Swiss watchmaking did certainly face an existential calamity during the 1970s. Nobody disputes that many brands folded and many people lost their jobs. The 70s were definitely a period of stressful and traumatic upheaval. What surprised me was that Biver referred to this episode as “the watchmaking crisis” rather than using the habitual “Quartz Crisis” label for this. I have argued, as have others, that quartz did not precipitate the crisis. Instead, rapid appreciation in the Swiss franc harmed export competitiveness and earnings. I just found it interesting that M. Biver chose to avoid the "Quartz Crisis” label and, to be honest, I was glad he did. I don’t know if that is something typifying French language conversations about this topic but I thought it was worth noting.

2. A Media Personality

I thought this part of the interview was fascinating. The interviewer and Biver seemed to concur that Biver almost performs an act for media. The two talked about various aspects of that performance. They seemed to agree that the performance wasn’t something you could necessarily teach. I will come back to some details Biver shared about his “performance” strategy a bit later.

Various surveys suggest that the youngest generation places a very high value on authenticity. If it is a fact that watch industry executives have consciously “performed” in public, that may be an approach that has less traction as time progresses.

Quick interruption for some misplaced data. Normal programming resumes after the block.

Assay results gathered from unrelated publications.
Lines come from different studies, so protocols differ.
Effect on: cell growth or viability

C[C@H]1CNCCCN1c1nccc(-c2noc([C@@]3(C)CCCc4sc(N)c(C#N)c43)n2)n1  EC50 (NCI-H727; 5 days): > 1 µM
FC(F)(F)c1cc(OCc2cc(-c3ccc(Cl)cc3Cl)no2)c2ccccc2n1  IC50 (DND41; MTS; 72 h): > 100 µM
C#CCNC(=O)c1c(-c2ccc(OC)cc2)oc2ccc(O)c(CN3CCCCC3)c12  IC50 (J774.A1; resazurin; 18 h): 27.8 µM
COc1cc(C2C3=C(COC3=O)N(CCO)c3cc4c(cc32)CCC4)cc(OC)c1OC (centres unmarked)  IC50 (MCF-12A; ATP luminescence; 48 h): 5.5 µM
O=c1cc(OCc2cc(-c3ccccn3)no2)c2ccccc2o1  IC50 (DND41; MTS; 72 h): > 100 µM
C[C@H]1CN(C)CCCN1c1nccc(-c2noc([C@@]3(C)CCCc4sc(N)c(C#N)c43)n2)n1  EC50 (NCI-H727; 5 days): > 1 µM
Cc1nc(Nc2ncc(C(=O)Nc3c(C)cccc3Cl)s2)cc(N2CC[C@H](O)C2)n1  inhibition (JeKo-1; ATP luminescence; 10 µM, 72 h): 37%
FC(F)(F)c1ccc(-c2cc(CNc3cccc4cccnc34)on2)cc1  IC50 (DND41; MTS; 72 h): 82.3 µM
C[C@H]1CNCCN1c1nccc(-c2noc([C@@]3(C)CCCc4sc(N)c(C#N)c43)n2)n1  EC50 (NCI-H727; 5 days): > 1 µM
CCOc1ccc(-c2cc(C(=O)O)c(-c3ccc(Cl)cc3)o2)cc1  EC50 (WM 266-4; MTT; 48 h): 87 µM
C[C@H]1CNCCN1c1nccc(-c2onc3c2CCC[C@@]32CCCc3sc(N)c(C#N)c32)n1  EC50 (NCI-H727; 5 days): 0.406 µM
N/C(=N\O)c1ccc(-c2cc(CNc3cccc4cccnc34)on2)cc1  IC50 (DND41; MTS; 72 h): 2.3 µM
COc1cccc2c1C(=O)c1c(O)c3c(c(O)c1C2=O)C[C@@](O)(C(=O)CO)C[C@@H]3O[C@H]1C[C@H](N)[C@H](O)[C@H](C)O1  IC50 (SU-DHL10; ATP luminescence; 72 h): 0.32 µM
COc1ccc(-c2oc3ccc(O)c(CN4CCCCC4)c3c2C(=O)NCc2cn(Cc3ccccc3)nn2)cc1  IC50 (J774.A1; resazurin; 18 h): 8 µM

3. The Biverphone

Biver shared that he set up an automated system at Hublot so that he would get a text message every time an “end consumer” made a purchase. This reminded me of the Batphone from the 1970s Batman television series.

An example Batphone, this under glass. Photo credit: Thomas Hawk.
The technical details were fuzzy, but it might have involved registrations for warranties. Biver said he received something like 20-30,000 SMS messages through this system. He suggested that this was emblematic of a very important point for watch brands: they must stay engaged with actual collectors and consumers. I’ve discussed elsewhere that brands are actually fairly upstream from collectors, with authorized dealers serving as downstream intermediaries. There are all kinds of benefits from this, but it also means that dealers may possess more information about collectors than brands. Biver reiterated how important it was that brands not operate in a vacuum when it comes to collectors and that they maintain a robust channel providing information directly from consumers. He also said that he, now and then, liked to send a piece of the cheese that he makes to his brands’ clients (there is at least one other podcast in which Biver discussed “unothordox” methods for getting his cheese into other countries).

4. Dealing with Journalists

I was most surprised by how frank Biver seemed in this section of the interview. The discussion had something of a split personality. Biver acknowledged that he respected journalists and that he may have never turned down an interview. It is impressive that he granted this level of access. He also said that it was important to approach journalists with sincerity, truth and humility.